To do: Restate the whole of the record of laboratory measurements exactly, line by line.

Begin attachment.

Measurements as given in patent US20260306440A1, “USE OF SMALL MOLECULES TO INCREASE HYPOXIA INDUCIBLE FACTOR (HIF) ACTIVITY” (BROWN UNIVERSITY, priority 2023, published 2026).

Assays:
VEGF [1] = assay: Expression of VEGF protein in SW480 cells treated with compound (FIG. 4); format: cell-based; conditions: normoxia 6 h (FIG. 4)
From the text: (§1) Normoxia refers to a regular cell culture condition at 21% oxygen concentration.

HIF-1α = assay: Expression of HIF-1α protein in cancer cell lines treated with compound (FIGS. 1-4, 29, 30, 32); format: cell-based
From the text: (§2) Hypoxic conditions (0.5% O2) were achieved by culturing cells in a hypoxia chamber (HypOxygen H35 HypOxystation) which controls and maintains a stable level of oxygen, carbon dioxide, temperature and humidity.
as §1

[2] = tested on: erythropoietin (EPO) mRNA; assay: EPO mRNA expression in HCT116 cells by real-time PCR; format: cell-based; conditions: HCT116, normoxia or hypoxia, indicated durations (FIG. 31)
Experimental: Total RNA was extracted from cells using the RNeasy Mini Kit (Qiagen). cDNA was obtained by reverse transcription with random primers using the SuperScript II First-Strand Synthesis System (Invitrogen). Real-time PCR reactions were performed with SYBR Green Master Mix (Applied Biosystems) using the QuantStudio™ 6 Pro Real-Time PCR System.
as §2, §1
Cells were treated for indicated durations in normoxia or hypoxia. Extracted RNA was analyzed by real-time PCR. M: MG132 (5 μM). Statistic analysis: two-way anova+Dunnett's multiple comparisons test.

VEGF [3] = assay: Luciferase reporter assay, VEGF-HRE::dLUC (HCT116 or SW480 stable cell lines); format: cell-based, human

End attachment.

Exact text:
Measurements as given in patent US20260306440A1, “USE OF SMALL MOLECULES TO INCREASE HYPOXIA INDUCIBLE FACTOR (HIF) ACTIVITY” (BROWN UNIVERSITY, priority 2023, published 2026).

Assays:
VEGF [1] = assay: Expression of VEGF protein in SW480 cells treated with compound (FIG. 4); format: cell-based; conditions: normoxia 6 h (FIG. 4)
From the text: (§1) Normoxia refers to a regular cell culture condition at 21% oxygen concentration.

HIF-1α = assay: Expression of HIF-1α protein in cancer cell lines treated with compound (FIGS. 1-4, 29, 30, 32); format: cell-based
From the text: (§2) Hypoxic conditions (0.5% O2) were achieved by culturing cells in a hypoxia chamber (HypOxygen H35 HypOxystation) which controls and maintains a stable level of oxygen, carbon dioxide, temperature and humidity.
as §1

[2] = tested on: erythropoietin (EPO) mRNA; assay: EPO mRNA expression in HCT116 cells by real-time PCR; format: cell-based; conditions: HCT116, normoxia or hypoxia, indicated durations (FIG. 31)
Experimental: Total RNA was extracted from cells using the RNeasy Mini Kit (Qiagen). cDNA was obtained by reverse transcription with random primers using the SuperScript II First-Strand Synthesis System (Invitrogen). Real-time PCR reactions were performed with SYBR Green Master Mix (Applied Biosystems) using the QuantStudio™ 6 Pro Real-Time PCR System.
as §2, §1
Cells were treated for indicated durations in normoxia or hypoxia. Extracted RNA was analyzed by real-time PCR. M: MG132 (5 μM). Statistic analysis: two-way anova+Dunnett's multiple comparisons test.

VEGF [3] = assay: Luciferase reporter assay, VEGF-HRE::dLUC (HCT116 or SW480 stable cell lines); format: cell-based, human